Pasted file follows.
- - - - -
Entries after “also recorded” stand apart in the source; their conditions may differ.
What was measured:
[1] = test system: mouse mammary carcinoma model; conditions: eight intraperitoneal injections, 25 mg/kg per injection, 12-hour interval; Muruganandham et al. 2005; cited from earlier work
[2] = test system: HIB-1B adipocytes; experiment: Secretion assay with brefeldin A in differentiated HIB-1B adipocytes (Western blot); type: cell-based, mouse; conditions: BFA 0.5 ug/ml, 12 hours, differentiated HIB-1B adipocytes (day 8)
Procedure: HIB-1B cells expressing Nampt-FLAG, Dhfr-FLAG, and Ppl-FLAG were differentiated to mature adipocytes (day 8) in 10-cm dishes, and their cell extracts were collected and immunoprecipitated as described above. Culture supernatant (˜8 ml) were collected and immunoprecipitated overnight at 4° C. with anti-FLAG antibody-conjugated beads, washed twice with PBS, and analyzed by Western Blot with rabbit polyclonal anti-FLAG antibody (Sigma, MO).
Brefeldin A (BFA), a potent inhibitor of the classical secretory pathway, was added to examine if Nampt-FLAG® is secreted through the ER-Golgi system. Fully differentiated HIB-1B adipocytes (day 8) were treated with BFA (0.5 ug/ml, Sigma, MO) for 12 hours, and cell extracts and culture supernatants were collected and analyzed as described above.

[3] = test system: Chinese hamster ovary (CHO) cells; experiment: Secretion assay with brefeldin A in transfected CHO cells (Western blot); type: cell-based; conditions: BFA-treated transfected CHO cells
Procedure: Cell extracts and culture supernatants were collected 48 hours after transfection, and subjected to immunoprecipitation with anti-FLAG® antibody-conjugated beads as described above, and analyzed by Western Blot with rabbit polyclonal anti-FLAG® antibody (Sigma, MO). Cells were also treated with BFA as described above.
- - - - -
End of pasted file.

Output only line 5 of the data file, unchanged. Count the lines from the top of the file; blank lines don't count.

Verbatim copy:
Procedure: HIB-1B cells expressing Nampt-FLAG, Dhfr-FLAG, and Ppl-FLAG were differentiated to mature adipocytes (day 8) in 10-cm dishes, and their cell extracts were collected and immunoprecipitated as described above. Culture supernatant (˜8 ml) were collected and immunoprecipitated overnight at 4° C. with anti-FLAG antibody-conjugated beads, washed twice with PBS, and analyzed by Western Blot with rabbit polyclonal anti-FLAG antibody (Sigma, MO).